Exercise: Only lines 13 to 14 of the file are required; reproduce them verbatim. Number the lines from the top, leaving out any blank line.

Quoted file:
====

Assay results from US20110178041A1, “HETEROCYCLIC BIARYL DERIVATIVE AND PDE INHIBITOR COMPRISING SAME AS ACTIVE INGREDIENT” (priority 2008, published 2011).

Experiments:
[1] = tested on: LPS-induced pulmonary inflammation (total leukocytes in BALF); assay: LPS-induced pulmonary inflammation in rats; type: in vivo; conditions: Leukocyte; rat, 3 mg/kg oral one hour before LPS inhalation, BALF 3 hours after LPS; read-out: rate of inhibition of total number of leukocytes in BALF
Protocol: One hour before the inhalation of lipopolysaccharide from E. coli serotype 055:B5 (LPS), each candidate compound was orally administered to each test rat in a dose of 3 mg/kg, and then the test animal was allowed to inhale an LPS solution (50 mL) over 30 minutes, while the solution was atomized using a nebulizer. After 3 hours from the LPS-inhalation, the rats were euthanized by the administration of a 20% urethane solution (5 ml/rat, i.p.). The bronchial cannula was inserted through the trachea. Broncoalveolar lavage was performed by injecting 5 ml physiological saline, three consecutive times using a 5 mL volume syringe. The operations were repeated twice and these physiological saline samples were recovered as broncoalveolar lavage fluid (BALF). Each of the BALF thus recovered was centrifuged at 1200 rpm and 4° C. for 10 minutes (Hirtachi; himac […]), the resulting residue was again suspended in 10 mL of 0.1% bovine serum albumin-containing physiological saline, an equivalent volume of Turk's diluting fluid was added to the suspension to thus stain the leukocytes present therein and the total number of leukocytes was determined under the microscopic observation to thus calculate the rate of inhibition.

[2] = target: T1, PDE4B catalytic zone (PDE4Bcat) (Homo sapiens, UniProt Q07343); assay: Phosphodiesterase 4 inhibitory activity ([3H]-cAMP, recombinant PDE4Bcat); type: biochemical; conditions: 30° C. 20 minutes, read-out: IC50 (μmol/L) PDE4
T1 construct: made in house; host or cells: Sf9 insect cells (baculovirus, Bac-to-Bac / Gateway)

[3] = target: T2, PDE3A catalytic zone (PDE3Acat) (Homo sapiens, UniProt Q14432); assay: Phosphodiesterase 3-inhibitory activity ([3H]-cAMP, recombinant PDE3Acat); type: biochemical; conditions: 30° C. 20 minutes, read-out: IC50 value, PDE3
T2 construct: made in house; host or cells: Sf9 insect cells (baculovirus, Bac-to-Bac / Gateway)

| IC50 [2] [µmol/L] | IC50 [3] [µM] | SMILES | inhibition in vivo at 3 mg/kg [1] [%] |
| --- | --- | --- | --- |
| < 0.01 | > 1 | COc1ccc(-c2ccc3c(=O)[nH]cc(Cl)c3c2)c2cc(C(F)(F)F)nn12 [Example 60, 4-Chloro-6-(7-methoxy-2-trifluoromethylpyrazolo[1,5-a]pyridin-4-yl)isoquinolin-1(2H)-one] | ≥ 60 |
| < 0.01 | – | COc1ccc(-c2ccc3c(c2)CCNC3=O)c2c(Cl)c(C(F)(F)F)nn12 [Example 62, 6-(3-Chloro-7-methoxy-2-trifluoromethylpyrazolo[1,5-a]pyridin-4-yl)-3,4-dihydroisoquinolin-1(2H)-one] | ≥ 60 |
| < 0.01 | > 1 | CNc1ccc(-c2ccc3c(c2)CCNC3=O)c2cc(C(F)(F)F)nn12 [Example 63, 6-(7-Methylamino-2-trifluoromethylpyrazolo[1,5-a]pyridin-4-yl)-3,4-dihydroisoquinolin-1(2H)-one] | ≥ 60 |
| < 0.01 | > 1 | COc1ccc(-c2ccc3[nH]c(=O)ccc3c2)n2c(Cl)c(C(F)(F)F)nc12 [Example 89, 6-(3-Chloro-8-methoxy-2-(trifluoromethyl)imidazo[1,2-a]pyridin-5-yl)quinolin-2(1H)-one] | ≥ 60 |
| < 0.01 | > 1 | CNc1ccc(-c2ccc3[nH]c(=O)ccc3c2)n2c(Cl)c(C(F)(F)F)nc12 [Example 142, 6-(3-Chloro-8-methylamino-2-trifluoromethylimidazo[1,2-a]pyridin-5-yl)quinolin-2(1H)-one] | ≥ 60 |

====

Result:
| < 0.01 | > 1 | CNc1ccc(-c2ccc3c(c2)CCNC3=O)c2cc(C(F)(F)F)nn12 [Example 63, 6-(7-Methylamino-2-trifluoromethylpyrazolo[1,5-a]pyridin-4-yl)-3,4-dihydroisoquinolin-1(2H)-one] | ≥ 60 |
| < 0.01 | > 1 | COc1ccc(-c2ccc3[nH]c(=O)ccc3c2)n2c(Cl)c(C(F)(F)F)nc12 [Example 89, 6-(3-Chloro-8-methoxy-2-(trifluoromethyl)imidazo[1,2-a]pyridin-5-yl)quinolin-2(1H)-one] | ≥ 60 |